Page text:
If you’re considering selling products and services in China, you may think that building a presence on social networks like WeChat and Weibo and opening an online store on JD.com will be enough to help you stand out from the crowd, but a professionally-designed site that is tailored to your Chinese audience is essential to build trust and credibility and drive sales.
Years ago, businesses managed to get away with translating their website when expanding into new markets, but today consumers demand more. Indeed, website translations result in poor user experience - content is typically tailored to a Western audience and doesn’t take into account the nuances of different cultures and languages. In fact, translations can even lead to your marketing messages getting lost in translation, or worse still, causing offence to the country you’re targeting, so putting in the effort to build a localised website makes sense.
However, without the expertise of the Chinese market, building a bespoke website tailored to the tastes and needs of your audience can be hard work. Below, we’ve put together some important considerations to make when designing a Chinese-language website for your firm, to help you make a splash (and deliver a return on investment) when tapping into the market.
Get to know your audience
97.5% of Chinese citizens access the internet via their smartphones, and the majority favour their phones over desktops or tablets. Therefore, building a mobile-first Chinese website is critical - not just a nice to have. Take the time to research into your target audience so that you can understand what they like and dislike, and model your new website on competitors operating in the same niche. If you’re targeting millennials, then you’ll likely want to use lots of images, video content, and even use key opinion leaders in your marketing materials, whereas if you’re targeting middle-aged consumers, you may opt for long-form content to sell the benefits of your products and services, using Baidu SEO to help you rank for key terms.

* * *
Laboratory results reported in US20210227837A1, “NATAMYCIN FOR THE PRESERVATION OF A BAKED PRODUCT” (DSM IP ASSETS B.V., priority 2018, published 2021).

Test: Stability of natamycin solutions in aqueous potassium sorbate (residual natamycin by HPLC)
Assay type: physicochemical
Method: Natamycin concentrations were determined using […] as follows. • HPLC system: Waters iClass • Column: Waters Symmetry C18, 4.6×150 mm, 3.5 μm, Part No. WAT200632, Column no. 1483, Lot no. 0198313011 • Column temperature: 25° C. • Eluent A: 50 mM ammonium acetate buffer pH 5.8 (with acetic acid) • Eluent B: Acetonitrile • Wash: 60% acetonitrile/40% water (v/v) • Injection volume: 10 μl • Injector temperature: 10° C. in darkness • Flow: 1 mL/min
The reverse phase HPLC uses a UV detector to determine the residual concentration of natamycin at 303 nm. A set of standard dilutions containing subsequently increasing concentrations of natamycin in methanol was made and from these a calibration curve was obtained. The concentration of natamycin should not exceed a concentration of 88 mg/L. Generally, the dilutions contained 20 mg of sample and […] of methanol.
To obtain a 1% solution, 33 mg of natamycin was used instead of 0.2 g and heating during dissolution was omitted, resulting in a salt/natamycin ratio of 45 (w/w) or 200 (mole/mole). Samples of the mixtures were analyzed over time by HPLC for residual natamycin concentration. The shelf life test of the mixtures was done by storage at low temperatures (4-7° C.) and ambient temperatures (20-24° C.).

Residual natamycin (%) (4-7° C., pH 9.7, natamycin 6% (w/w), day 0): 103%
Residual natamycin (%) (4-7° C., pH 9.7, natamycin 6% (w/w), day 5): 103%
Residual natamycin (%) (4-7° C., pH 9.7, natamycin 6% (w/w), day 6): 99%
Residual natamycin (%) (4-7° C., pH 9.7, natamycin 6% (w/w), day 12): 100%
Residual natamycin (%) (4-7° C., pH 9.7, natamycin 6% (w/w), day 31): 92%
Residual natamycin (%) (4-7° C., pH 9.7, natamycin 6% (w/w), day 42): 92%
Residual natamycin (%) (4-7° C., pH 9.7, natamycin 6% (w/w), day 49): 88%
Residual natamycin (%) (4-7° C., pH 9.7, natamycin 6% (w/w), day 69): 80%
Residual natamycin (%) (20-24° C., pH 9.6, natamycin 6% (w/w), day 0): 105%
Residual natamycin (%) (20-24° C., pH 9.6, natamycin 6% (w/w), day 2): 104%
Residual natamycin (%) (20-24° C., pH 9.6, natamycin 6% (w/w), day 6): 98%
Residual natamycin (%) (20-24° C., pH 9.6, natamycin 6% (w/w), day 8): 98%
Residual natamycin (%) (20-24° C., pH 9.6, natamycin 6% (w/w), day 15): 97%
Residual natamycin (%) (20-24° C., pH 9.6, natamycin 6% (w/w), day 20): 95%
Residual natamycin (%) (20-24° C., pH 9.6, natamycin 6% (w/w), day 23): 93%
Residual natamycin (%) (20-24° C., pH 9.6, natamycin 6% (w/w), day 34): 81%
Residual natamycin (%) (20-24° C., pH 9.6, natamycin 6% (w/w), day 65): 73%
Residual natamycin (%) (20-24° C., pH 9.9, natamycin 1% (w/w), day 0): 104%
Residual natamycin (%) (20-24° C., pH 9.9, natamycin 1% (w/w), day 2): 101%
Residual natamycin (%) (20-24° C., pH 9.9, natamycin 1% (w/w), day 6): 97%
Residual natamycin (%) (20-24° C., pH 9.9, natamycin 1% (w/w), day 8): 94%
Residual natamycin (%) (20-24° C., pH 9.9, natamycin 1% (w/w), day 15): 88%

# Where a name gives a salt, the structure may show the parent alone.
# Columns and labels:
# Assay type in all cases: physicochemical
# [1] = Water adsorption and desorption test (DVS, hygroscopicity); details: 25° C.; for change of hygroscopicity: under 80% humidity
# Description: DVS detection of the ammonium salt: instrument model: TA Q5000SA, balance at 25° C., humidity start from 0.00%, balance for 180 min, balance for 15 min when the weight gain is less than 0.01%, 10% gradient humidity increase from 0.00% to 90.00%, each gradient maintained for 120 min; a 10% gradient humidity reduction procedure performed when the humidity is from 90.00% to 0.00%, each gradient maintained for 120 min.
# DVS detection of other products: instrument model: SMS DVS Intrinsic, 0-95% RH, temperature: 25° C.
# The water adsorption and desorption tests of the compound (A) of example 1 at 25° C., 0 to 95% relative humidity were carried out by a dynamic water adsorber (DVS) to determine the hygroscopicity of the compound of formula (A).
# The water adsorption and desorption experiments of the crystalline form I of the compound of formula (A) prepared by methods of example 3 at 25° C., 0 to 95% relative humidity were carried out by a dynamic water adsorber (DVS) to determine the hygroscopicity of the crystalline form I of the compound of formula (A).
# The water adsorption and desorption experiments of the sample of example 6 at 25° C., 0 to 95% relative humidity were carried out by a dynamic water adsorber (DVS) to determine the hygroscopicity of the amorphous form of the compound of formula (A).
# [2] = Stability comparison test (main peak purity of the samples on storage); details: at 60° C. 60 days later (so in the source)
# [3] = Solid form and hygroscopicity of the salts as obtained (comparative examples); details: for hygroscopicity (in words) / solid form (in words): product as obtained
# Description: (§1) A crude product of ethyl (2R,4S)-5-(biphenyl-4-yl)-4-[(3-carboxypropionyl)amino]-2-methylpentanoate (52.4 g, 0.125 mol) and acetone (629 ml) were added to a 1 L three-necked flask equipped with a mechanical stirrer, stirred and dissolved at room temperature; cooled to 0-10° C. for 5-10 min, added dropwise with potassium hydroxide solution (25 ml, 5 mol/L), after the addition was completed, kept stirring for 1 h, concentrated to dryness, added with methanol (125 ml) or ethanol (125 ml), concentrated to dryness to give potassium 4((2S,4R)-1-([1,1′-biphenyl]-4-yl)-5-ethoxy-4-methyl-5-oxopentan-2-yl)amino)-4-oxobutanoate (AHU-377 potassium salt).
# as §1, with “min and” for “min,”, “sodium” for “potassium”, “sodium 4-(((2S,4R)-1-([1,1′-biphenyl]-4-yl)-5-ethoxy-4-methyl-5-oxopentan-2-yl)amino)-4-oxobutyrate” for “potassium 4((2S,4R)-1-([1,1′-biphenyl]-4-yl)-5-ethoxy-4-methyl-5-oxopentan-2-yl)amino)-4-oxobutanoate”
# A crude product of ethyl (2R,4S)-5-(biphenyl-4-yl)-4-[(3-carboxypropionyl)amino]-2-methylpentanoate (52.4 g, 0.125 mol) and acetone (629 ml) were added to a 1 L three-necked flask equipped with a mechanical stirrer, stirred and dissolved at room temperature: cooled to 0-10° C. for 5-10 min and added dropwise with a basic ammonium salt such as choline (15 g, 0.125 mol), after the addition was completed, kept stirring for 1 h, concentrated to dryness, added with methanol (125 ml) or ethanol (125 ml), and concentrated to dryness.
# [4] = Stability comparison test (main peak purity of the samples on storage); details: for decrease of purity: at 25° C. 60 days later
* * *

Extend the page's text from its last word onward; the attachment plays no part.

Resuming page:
Remember to think about your name and branding, too. Whilst some UK businesses hold on to their name when expanding into China, others translate their branding into Chinese to add value, increase engagement and build a connection with their Chinese customer base. You may want to run focus groups with your target market to choose the most appropriate name.
Buy a Chinese domain name
Once you’ve got an idea for your Chinese website and a name, the next step is to register a Chinese top-level domain, either .cn or .com.cn. Unfortunately, registering a Chinese domain name isn’t as straightforward as logging on to GoDaddy and typing in your preferred TLD; it requires identification and a Chinese business number, but it is worth the effort to secure the right domain, as it will give your website more credibility in the country. Secure it as soon as you’ve decided you want to enter the market. If you wait too long, it could be snapped up.
Host your website in China
Once you’ve secured a Chinese business licence, you should set up a web hosting package for your Chinese-language website. If you host your website elsewhere, it might be blocked by a firewall, and you’ll struggle to compete with other businesses on Baidu search. Apply for a corporate ICP licence from the Ministry of Industry and Information Technology, and wait up to 20 days for approval. Once you’ve got it, you can host your website in the country, provided you display your ICP licence in the footer of your website to comply with legislation.
Alternatively, you can host your website in Hong Kong, where regulations aren’t as strict, as you’ll be able to take advantage of the faster speeds and preferential treatment from Baidu, without having to jump through loopholes when applying for a corporate ICP licence.
Localise your website